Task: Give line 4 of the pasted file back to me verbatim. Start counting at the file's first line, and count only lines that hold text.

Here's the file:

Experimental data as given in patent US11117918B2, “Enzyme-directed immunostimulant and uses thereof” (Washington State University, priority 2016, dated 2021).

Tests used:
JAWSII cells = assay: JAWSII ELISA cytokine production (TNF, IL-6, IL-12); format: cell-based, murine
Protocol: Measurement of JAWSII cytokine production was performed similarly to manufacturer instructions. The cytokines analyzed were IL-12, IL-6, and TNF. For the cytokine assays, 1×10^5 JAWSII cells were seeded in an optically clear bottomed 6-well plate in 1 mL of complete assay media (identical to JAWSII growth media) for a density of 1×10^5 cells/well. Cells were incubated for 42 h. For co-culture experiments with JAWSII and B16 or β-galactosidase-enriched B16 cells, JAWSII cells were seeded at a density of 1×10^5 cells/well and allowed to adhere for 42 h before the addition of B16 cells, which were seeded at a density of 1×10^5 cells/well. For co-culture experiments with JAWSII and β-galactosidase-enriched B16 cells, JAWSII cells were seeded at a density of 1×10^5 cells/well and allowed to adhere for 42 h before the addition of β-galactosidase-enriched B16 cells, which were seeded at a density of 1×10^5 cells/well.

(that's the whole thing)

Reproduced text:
Protocol: Measurement of JAWSII cytokine production was performed similarly to manufacturer instructions. The cytokines analyzed were IL-12, IL-6, and TNF. For the cytokine assays, 1×10^5 JAWSII cells were seeded in an optically clear bottomed 6-well plate in 1 mL of complete assay media (identical to JAWSII growth media) for a density of 1×10^5 cells/well. Cells were incubated for 42 h. For co-culture experiments with JAWSII and B16 or β-galactosidase-enriched B16 cells, JAWSII cells were seeded at a density of 1×10^5 cells/well and allowed to adhere for 42 h before the addition of B16 cells, which were seeded at a density of 1×10^5 cells/well. For co-culture experiments with JAWSII and β-galactosidase-enriched B16 cells, JAWSII cells were seeded at a density of 1×10^5 cells/well and allowed to adhere for 42 h before the addition of β-galactosidase-enriched B16 cells, which were seeded at a density of 1×10^5 cells/well.